Jacob Heilbrunn reviews John Lewis Gaddis’ George Kennan: An American Life:

Kennan would later complain that his idea was debauched by the Truman administration. He didn’t mean for America to become a global empire. The military didn’t have to be the prime means of countering the Soviets. But Secretary of State Dean Acheson took a harder line. Kennan became an outsider, a critic of the nuclear arms race that began under the Truman administration and seemed to take on a life of its own, as each side amassed more and more atomic weaponry.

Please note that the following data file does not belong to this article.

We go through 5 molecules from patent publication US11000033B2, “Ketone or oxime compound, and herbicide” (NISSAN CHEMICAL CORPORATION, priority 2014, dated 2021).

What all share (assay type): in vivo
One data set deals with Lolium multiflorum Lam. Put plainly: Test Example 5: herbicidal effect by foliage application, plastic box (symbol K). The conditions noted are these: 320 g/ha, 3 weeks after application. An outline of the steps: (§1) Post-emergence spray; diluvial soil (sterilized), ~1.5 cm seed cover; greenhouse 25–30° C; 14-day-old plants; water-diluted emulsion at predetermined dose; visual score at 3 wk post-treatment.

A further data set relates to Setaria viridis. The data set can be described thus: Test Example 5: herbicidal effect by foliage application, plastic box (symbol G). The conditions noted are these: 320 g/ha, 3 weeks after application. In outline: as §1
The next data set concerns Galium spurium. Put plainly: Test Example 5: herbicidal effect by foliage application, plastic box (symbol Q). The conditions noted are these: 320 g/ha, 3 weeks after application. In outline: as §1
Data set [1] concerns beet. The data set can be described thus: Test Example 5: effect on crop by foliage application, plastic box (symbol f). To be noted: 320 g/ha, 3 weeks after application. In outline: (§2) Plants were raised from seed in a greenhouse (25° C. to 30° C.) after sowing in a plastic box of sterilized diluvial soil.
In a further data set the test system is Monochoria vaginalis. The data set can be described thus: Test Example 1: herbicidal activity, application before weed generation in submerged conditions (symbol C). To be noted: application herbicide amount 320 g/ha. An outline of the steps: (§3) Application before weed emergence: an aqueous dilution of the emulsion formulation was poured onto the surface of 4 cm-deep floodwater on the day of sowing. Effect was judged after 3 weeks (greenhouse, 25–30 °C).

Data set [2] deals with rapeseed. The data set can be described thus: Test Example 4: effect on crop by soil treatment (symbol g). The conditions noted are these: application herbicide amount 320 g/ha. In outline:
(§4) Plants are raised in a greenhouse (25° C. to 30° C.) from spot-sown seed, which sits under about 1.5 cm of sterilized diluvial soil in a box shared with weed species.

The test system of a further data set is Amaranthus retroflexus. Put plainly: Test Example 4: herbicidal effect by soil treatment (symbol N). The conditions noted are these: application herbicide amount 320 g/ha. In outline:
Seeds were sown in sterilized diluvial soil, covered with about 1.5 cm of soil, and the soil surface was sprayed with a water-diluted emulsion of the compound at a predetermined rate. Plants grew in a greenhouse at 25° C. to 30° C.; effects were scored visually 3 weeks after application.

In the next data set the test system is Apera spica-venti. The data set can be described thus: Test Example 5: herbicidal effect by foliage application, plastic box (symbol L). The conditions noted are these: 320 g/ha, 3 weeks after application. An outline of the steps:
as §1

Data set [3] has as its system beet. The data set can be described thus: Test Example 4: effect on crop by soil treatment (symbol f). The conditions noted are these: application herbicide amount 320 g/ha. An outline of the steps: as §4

This was the point I was making the other day about Huntsman’s misrepresentation of Kennan’s position. I have not yet read Gaddis’ book, but from what Heilbrunn says about it he seems to have reached many of the same conclusions about Kennan that John Lukacs did in his excellent George Kennan: A Study of Character. Gaddis’ study of Kennan may be as good as Heilbrunn says, but I would still wager that no one has made it easier to understand who Kennan was and why he believed what he did than Lukacs.